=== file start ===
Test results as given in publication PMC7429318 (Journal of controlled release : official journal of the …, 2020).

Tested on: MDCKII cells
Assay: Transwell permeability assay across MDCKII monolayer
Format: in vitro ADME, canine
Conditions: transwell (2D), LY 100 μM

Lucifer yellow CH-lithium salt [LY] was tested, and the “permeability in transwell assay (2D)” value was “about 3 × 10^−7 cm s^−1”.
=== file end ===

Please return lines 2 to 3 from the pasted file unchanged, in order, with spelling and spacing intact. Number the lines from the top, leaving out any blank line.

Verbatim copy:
Tested on: MDCKII cells
Assay: Transwell permeability assay across MDCKII monolayer